An island's terrible beauty
Thirty miles off the coast of California sit the Farallon Islands. To visit them is to feel as though one has cast aside the constraints—and comforts—of civilization. At best, these shores of shale and rock have been ungenerous to humans trying to eke out a living; at worst, they have proven deadly.
In Abby Geni’s dazzling debut, The Lightkeepers, a young photographer named Miranda joins a small band of biologists who study the birds, sharks and whales that migrate annually to the islands to mate and spawn and, in some cases, die. Though her integration into the group is far from seamless, Miranda finds herself connecting with the bleak and barren beauty of her surroundings. However, when an act of unspeakable violence is perpetrated, it unleashes a cycle of destruction and devastation that not all of them will survive.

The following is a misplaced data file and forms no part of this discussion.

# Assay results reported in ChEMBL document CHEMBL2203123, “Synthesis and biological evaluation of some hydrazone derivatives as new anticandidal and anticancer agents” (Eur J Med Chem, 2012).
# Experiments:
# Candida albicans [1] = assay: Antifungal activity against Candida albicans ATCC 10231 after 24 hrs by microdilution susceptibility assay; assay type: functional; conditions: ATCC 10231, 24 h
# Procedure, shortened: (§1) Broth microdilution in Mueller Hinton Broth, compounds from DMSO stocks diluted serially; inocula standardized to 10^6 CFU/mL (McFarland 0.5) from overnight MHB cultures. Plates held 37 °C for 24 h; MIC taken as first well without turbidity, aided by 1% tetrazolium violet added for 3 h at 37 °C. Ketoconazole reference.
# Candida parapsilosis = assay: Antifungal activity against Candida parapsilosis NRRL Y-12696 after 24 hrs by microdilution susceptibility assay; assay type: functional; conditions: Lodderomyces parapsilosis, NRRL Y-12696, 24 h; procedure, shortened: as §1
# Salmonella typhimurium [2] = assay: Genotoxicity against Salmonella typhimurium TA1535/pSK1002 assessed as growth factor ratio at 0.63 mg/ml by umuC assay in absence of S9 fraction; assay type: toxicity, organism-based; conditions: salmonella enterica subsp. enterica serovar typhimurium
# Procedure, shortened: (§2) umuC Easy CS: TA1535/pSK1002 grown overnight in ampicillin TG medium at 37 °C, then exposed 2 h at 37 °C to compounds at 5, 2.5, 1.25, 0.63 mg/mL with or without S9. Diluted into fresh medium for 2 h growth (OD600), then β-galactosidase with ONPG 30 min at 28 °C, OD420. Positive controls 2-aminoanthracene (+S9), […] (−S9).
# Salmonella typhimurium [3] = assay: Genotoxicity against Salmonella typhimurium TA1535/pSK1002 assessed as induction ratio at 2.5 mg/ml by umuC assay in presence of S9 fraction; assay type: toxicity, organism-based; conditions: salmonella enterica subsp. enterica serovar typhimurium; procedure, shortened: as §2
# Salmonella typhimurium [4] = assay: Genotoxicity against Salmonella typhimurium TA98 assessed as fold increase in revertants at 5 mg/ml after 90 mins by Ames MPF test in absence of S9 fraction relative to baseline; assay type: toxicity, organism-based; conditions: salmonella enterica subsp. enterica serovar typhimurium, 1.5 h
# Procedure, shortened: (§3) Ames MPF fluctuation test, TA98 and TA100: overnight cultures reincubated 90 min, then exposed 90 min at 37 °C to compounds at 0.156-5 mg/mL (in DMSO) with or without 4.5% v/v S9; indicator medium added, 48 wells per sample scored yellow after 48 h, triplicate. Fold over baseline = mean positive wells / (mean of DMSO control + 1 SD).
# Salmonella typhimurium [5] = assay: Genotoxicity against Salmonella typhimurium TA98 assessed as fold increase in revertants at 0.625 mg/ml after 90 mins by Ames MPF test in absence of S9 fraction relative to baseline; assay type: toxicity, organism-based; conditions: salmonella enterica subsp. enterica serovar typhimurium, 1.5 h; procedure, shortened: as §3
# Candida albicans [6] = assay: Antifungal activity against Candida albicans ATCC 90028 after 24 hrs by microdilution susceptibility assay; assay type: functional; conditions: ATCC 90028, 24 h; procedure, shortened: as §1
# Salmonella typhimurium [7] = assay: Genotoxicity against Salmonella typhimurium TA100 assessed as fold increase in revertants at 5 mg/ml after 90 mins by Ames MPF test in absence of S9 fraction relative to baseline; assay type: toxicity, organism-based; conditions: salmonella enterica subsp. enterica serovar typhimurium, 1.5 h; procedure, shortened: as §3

With The Lightkeepers, Geni has crafted a novel filled with wide-open spaces and also a creeping claustrophobia. The setting takes on the role of a character, and the Farallons are masterfully brought to life on the page through Geni’s luminous prose. There is a soothing, hypnotic quality to Geni’s writing—and an unexpected tenderness, too, one that belies the thick sense of malice and increasing sense of dread that swirls about Miranda’s island home. Though some of the plot points are predictable, the story is rife with satisfying surprises, in large part because of the successful air of uncertainty that surrounds Miranda’s narration. Riveting from beginning to end, The Lightkeepers is unsettling in all the best ways.